On what turned out to be his final album, The Odyssey of Funk & Popular Music (1998), trumpeter Lester Bowie pulled off spirited interpretations of tunes by Puccini, Cole Porter, Harold Melvin, the Spice Girls, the Notorious B.I.G., and Marilyn Manson. It would've been audacious, if not downright ridiculous, for almost any other jazz musician to attempt such a mix, but to Bowie, who died of complications from liver cancer in November at age 58, it was as characteristic as the stogie he usually clamped between his middle finger and forefinger. Few musicians had such a predilection for jumbling musical hierarchies, and few explored the omnivorous nature of jazz with more verve or power.
The lineup that's been assembled to pay tribute to Bowie--a founding member of the Art Ensemble of Chicago--isn't quite as diverse, but it fittingly brings together musicians from all over the jazz and improvised music scene. This week the Roscoe Mitchell Quartet, the Ethnic Heritage Ensemble with Fareed Haque, north-side improvisers the Vandermark 5, groove experimentalists Isotope 217, and New Yorkers James Carter and Hamiett Bluiett will all perform in a concert whose proceeds will help send Bowie's youngest daughter, Zola, to college. "No matter what our differences are, we're all collectively committed to the desire to create," says Ethnic Heritage Ensemble percussionist Kahil El'Zabar, who organized the event with Alana Rocklin, the jazz publicist at Delmark Records. "I don't think there is a better model of a person who was open about community than him. It's really the strength of Lester that's inspired something that doesn't happen enough."
Many of the musicians worked directly with Bowie over the years. Bluiett met him in numerous settings, and Carter played in his short-lived New York Organ Ensemble. Mitchell was his longtime bandmate in the Art Ensemble; the Ethnics feature his trombone-playing brother Joseph; and he played on early recordings by El'Zabar's Ritual Trio. But everyone participating has felt his influence in some way. Bowie, who'd been playing R & B with folks like Albert King, Jackie Wilson, and Rufus Thomas, came to Chicago in 1965 with his first wife, singer Fontella Bass. In the early days he and his talented cohorts in the Association for the Advancement of Creative Musicians--the community-based south-side organization for which the Art Ensemble served as a flagship--synthesized worlds of musical experience and interests in precedent-setting hybrids. The Art Ensemble departed for France in 1969 as an assortment of fearless experimenters, and when they returned in 1971 they had coalesced into a peerless group of visionaries. Bowie moved to New York not long after that, and in the subsequent decades he explored R & B and other nonjazz interests more explicitly, both with the Art Ensemble and in a wide array of solo projects. He played in Jamaica for two years, lived and recorded with Afro-funk pioneer Fela Kuti in Nigeria, and did unironic versions of songs like "The Great Pretender" and "Hello, Dolly," the latter a wonderful homage to his hero Louis Armstrong.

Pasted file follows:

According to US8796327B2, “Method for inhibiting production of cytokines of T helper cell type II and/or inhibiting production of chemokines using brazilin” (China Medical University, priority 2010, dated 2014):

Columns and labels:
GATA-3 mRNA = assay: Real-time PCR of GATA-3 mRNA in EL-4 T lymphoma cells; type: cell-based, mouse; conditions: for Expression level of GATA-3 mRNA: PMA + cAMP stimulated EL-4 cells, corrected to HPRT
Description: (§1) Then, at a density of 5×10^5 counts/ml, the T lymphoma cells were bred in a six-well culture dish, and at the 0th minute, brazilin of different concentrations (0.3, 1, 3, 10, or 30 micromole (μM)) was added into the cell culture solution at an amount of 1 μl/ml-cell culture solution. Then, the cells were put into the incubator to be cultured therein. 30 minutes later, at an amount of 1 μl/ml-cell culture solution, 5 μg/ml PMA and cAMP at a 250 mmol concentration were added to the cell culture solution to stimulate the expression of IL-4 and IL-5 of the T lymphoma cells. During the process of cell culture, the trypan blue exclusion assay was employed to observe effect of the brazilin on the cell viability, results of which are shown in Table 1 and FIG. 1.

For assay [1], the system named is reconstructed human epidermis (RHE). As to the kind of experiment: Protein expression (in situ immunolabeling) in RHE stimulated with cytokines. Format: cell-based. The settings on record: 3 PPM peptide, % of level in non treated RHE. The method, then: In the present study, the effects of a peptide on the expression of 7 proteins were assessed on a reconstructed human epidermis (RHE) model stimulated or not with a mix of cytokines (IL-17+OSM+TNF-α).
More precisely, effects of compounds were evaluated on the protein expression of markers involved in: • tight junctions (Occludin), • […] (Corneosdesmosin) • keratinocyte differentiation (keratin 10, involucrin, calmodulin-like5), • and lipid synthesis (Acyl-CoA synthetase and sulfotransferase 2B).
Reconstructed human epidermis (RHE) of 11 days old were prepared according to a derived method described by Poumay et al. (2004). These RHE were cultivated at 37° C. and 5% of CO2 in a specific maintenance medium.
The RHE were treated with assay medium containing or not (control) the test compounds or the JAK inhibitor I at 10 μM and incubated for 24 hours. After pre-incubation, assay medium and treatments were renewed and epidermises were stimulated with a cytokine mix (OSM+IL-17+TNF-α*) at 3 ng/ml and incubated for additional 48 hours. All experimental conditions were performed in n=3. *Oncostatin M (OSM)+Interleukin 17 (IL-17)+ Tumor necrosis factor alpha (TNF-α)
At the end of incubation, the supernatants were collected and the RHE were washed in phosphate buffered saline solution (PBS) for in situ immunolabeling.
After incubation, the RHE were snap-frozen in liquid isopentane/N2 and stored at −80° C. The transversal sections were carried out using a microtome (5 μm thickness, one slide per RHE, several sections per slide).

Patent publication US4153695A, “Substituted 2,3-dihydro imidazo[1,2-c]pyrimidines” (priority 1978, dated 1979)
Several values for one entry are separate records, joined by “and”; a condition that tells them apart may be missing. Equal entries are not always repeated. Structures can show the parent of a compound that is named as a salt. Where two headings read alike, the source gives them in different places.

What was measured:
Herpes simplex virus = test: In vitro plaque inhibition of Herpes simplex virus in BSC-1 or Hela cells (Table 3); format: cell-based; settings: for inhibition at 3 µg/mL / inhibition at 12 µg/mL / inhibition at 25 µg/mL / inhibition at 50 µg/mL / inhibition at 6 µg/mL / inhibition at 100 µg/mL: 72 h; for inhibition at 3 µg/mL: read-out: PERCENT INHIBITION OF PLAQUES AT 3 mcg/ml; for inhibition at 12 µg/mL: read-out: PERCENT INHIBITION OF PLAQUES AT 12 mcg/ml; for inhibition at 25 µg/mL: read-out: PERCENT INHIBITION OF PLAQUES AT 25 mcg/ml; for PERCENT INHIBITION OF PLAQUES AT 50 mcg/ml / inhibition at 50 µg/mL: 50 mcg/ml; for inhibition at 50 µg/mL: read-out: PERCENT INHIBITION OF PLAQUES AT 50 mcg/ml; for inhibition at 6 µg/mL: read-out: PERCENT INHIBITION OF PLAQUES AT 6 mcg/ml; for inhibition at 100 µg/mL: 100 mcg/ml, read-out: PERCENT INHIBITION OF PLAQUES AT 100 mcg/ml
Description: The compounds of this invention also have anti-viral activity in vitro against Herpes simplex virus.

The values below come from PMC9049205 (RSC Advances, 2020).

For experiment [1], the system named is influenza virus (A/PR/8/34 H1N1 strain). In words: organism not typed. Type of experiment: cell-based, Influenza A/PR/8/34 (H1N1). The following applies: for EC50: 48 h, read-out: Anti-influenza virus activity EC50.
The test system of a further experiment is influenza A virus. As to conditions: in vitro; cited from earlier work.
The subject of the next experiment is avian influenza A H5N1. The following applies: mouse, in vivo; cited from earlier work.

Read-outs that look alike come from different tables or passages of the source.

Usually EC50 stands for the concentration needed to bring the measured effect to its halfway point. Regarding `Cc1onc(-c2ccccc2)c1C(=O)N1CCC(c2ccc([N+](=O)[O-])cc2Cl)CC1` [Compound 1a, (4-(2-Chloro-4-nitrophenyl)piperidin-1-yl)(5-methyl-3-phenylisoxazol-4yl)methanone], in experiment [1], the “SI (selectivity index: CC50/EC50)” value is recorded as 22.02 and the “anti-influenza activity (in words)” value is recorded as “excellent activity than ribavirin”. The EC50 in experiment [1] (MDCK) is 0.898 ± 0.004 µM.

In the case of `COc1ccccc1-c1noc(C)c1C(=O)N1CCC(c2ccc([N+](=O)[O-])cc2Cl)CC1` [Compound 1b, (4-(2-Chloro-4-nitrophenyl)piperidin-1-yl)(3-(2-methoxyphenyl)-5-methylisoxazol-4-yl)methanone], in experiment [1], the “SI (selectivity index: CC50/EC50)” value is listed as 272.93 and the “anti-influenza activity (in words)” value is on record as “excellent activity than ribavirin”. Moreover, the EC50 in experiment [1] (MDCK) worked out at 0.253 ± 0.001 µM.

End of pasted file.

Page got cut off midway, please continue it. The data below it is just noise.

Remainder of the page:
Bowie was also a profoundly influential stylist, combining the bravado and melodic brilliance of Armstrong and the guttural, humanistic sounds of Duke Ellington's trumpeters. As my colleague Neil Tesser has written, his "extravagant, hyperexpressive technique" served as "a bridge from the rule-breaking imagery of Miles Davis and Don Cherry to the free-ranging virtuosity of such modern explorers as Paul Smoker and Dave Douglas," and he cataloged a veritable encyclopedia of haunting, freaky, and hilarious timbral effects, from nearly imperceptible melodic contours to fat blues tones to ungodly squawks. As good-humored as some of his twists could be, Bowie never approached them anything less than seriously: his music was fun, but it was no joke.
The concert is at 7:30 PM on Thursday, January 20, at Hyde Park Union Church, 5600 S. Woodlawn. Tickets are $25 at the door, but can be purchased for $20 in advance at Jazz Record Mart, all Reckless Records locations,
and Dr. Wax in Hyde Park. Call Delmark at 773-539-5001 for further info.
Art accompanying story in printed newspaper (not available in this archive): photo/Lauren Deutsch.